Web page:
Another month, another amendment to the permitted development rights in England, which further heralds in the Government’s vision that private business will be the saviour of town centres. This time (amongst various others announced at the same time), Robert Jenrick has paved the way for easier conversion to residential from commercial premises falling within Class E. This new Class MA comes with various caveats including a maximum size limit of 1,500sqm, the building having been vacant for at least three months and various prior approval matters. Clearly this will be a powerful new strategy for investors and developers to pursue when it comes into force and will undoubtably aid in the revitalisation of some town centres – although clearly not all, as the conversions won’t stack financially in many towns and cities across the country. And, of course, this is only in England - the other nations must still apply for planning approval in the usual way.
With all the recent changes to permitted development rights in England it would be easy to think that the only strategy involving commercial property would be to convert it to residential.
But as an investor it is essential to have multiple exits up your sleeve. And there are clearly many other strategies that you can employ with your commercial investing than residential conversions – some of which can be more profitable (and sometimes much less hassle). There is a reason why commercial property has historically been one of the most popular asset classes in which to invest in the UK, and that is because of the ability to add value and secure longer-term income – quite often without even putting a spade in the ground. Despite the recent economic travails, these strategies are still very much achievable in most sectors (even retail) and you are most definitely being a ‘one trick pony’ with your investing if you are just looking at commercial premises with a view to only converting them to residential.
In this article, I'm going to take you through a ‘5 Step Blueprint’ for adding value to all types of commercial property. These include:
- Commercial to commercial
- Regear and lease negotiation
- Additional income
- Commercial to residential
- Building reconfiguration / Extensions / Development
1.Commercial to Commercial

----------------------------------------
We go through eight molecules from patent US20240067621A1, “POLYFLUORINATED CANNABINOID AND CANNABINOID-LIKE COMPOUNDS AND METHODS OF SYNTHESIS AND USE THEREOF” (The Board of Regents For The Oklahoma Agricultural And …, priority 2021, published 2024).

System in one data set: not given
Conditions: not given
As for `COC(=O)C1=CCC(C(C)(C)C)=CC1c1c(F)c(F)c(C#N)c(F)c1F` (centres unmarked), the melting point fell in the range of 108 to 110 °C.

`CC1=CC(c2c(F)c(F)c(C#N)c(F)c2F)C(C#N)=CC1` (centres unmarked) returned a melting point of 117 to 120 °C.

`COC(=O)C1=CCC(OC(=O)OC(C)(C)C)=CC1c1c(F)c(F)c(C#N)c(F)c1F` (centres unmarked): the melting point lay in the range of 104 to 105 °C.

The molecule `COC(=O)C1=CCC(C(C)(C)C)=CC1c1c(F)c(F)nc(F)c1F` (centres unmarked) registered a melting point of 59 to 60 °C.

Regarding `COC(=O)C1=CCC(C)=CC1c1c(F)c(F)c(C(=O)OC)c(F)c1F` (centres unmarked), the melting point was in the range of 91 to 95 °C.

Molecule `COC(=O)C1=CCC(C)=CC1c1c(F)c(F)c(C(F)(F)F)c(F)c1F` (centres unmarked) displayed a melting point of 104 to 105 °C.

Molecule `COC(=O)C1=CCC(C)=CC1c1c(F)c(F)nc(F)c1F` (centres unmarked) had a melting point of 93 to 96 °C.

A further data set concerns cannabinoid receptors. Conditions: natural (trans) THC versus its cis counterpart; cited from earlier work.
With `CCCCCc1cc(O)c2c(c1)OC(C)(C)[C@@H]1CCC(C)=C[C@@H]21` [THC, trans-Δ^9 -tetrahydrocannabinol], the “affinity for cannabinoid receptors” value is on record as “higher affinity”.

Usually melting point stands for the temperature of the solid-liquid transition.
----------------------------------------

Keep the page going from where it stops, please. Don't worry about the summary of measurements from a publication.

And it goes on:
Unlike residential, commercial property increases in value once it is let to a business occupying under a lease. You will have secured longer term income on the property, and, as a result, valuers will view this as much less risky than a vacant property and may improve the yield. Letting a vacant property therefore has the ability to provide an immediate value uplift. The beauty of this strategy is that you don’t necessarily need to do any physical works to the property to entice a tenant to occupy (although you may have to), unlike with residential property.
With this type of asset management, you're always looking for the highest value use on the property - mainly because you want to achieve the biggest valuation uplift - and the new Class E use has aided this in England. Generally, the best way to achieve this uplift is to buy the right property in the right location. There is a reason why the phrase ‘location, location, location’ was first coined by the commercial property industry. It's all about risk and certainty – if you buy in the right location there should be more tenant demand and therefore more competition for the unit, which will ultimately facilitate you finding the best tenant and achieving the very best rent and lease terms you can.
There are several ways to find tenants, the most common of which is through commercial property agents, but you can also make contact with tenants direct. Some tenants have in-house acquisition and management teams, so to contact them direct and verify their requirements is relatively straightforward. However, the number one (and usually least risky) way to find a tenant for your commercial property is to turn the whole process on his head. Instead of finding a property and then looking for a tenant to fill it, a better way is to find a tenant first, do your due diligence on them, ascertain their accommodation requirements, and then find the right property to suit. This is a strategy that not many investors pursue but ultimately can significantly reduce risk and lead to more immediate value gains.